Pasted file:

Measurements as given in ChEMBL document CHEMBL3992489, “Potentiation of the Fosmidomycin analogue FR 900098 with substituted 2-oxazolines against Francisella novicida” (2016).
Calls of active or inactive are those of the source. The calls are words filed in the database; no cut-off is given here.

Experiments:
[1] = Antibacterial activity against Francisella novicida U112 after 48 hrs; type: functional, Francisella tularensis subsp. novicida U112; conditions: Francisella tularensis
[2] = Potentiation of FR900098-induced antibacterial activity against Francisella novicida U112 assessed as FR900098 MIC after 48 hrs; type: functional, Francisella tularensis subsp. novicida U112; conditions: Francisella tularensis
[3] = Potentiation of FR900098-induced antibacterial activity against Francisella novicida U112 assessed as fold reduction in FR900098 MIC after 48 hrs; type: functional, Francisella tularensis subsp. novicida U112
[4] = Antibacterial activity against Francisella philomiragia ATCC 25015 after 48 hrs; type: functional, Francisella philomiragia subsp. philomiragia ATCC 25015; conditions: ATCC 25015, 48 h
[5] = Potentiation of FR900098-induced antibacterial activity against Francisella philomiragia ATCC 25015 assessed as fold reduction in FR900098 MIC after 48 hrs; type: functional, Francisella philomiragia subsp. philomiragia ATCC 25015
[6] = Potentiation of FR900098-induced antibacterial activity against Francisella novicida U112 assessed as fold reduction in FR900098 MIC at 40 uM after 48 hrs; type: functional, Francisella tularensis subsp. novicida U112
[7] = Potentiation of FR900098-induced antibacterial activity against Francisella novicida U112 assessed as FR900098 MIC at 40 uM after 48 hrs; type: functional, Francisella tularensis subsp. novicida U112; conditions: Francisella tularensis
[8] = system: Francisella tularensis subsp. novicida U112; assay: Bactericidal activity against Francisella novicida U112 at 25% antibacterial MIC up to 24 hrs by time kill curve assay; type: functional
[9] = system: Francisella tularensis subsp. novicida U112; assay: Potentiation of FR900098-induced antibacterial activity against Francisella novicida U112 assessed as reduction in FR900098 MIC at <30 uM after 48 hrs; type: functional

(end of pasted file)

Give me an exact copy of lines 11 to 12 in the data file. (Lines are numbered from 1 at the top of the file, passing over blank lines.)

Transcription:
[8] = system: Francisella tularensis subsp. novicida U112; assay: Bactericidal activity against Francisella novicida U112 at 25% antibacterial MIC up to 24 hrs by time kill curve assay; type: functional
[9] = system: Francisella tularensis subsp. novicida U112; assay: Potentiation of FR900098-induced antibacterial activity against Francisella novicida U112 assessed as reduction in FR900098 MIC at <30 uM after 48 hrs; type: functional